Basic Savory Tart Pastry, can become your go-to recipe for a no-fail, buttery, flaky, savory tart pastry. Endless filling possibilities, especially in the summer with the abundance of market vegetables available!
Basic Savory Tart Pastry, you’re going to feel like a pro in the kitchen, making amazing and unforgettable savory tarts for your family!
It is not a secret that pies and tarts are my favorites, both sweet and savory. To make and to eat. I am not a pastry chef, only a pastry enthusiast. And although I am very hard on myself and insecure about a lot of things, I can say, confidently, that my pies and tarts are pretty good. And the fact that they disapper quickly, in a good way, makes me feel good about myself.
Making a basic savory tart pastry is not as hard as you might think and the result is a rich, buttery, flaky pastry that will be the perfect complement to any filling.
The basic savory tart pastry is a dough that requires some attention and care in the way you handle the ingredients. That are very few, by the way. My suggestion is always to have all the ingredients measured and ready to be assembled. In the recipe box at the end of the post, I’ve added the measurements in metric and Imperial but with most of my baking I have a scale ready and I prefer the precision of weighing my ingredients.
The ingredients and my preferences:
- the flour. I usually use the type 00 (doppio zero), a very fine Italian flour, that works magic in pasta and pizza dough especially. I use it for almost all of my baking (despite the higher price). In this recipe, though, unbleached all-purpose flour works just fine.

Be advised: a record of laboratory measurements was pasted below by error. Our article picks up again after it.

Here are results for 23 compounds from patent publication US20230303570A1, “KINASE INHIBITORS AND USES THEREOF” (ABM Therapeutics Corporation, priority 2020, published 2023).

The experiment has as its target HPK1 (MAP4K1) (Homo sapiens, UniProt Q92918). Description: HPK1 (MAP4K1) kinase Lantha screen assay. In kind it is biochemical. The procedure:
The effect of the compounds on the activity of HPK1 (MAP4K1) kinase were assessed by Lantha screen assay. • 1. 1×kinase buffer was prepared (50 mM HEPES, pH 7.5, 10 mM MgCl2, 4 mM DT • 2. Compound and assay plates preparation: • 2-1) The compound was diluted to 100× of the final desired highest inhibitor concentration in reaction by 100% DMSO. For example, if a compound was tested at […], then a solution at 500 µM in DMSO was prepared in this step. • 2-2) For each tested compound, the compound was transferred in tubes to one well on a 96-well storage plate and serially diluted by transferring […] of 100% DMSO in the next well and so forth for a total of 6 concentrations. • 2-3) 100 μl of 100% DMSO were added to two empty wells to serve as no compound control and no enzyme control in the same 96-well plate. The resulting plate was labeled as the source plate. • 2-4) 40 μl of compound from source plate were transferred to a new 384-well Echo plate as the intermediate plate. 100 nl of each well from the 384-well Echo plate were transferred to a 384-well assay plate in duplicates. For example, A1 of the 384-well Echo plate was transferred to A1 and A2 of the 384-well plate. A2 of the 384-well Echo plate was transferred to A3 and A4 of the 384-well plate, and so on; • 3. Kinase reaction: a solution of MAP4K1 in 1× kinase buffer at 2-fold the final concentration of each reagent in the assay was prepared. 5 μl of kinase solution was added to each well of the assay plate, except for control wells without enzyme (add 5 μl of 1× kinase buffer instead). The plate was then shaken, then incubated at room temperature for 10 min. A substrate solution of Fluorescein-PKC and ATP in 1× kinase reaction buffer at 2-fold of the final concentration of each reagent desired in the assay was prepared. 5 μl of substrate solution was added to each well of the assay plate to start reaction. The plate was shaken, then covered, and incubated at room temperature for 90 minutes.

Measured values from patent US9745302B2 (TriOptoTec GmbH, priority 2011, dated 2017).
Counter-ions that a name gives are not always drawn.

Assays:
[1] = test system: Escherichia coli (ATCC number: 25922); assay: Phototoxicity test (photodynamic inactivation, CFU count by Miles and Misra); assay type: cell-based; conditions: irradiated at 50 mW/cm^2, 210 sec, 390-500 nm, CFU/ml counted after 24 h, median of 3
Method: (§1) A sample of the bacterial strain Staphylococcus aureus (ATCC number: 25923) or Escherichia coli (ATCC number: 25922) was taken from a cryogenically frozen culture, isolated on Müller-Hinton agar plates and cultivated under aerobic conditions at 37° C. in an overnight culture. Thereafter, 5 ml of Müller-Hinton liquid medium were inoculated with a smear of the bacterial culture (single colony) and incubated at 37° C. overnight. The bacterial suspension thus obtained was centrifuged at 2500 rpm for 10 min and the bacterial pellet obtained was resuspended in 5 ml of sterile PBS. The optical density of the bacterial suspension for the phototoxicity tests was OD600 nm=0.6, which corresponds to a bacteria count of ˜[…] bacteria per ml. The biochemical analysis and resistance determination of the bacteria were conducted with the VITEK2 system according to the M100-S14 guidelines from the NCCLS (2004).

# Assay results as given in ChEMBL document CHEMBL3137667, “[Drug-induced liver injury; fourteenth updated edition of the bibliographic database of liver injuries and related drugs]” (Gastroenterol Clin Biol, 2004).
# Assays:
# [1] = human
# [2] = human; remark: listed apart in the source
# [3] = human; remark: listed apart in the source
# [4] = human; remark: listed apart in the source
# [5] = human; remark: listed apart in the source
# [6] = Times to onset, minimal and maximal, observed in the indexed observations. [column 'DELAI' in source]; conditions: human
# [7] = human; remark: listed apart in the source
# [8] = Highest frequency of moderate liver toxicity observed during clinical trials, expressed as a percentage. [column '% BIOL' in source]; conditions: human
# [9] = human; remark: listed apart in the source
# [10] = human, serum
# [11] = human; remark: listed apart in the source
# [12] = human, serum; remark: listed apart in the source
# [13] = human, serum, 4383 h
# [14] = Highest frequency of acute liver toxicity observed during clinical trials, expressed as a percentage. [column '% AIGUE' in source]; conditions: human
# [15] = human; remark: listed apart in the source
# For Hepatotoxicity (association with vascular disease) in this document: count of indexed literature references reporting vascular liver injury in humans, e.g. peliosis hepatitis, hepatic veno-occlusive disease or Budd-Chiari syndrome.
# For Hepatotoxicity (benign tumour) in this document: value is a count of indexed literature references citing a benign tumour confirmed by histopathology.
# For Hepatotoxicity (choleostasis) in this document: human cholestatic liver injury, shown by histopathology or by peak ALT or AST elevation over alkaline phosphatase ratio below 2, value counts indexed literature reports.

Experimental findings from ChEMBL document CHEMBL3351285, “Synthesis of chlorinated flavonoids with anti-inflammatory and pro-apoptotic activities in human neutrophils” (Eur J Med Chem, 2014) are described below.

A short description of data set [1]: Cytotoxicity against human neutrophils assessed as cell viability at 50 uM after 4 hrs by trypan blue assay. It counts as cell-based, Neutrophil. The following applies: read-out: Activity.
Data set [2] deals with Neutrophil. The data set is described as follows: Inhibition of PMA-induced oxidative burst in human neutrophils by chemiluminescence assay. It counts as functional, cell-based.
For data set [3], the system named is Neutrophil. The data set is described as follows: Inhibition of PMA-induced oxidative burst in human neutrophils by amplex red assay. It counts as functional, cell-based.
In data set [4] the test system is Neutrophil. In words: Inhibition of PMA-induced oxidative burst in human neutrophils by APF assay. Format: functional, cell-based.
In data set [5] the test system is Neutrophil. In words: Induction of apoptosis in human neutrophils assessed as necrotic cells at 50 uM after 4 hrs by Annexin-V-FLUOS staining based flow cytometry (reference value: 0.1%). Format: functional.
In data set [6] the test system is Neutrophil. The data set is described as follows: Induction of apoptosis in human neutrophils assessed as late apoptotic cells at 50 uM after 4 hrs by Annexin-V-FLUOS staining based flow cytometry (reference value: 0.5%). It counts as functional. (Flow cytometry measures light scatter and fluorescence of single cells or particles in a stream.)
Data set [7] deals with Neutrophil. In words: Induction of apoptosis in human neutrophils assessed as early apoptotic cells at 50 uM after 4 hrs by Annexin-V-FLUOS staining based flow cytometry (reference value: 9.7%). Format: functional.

- the butter. I use an unsalted European-style butter, or any unsalted butter with a higher fat content (more than 80%), chilled and cut into cubes. Once cubed, I place it back in the freezer until I need it because the simple cutting into cubes warms it up (and you do not want that).
- the large egg. In this recipe, it doesn’t really matter that it is at room temperature, but for us it’s important that it comes from an organic farm, allowing their chickens to free range.
- the very cold water. I would say ice water or water with an ice cube dissolving inside.
- the salt. We use sea salt.
Basic Savory Tart Pastry, step by step:
After you’ve gathered all the ingredients, measured and placed each in its bowl, you can decide if you want to make the dough by hand or use a food processor. In both cases, you start by mixing the flour and the salt; then you add the cubed, chilled, butter and work it quickly with a pastry blender, or inside the food processor until the mixture has a crumbly, pebble-like texture, about the size of peas. The next step is to mix the egg with 2 tablespoons of the cold water and add it to the butter/flour mixture. If you’re using the “by hand” method, you can use a fork to stir and mix the egg mixture just until the dough holds together. In the case of a food processor, you need to pulse to mix the egg/water in the mixture and stop when it just comes together (it doesn’t need to form into a ball). In both cases what you do not want is to warm up the butter. I also used a stand mixer, fitted with a paddle attachment. It is an easy way to make the dough and does not heat up the ingredients, which results in a flaky pastry. The steps are the same as for the food processor.
The main suggestion is to keep your equipment, ingredients, and dough cold.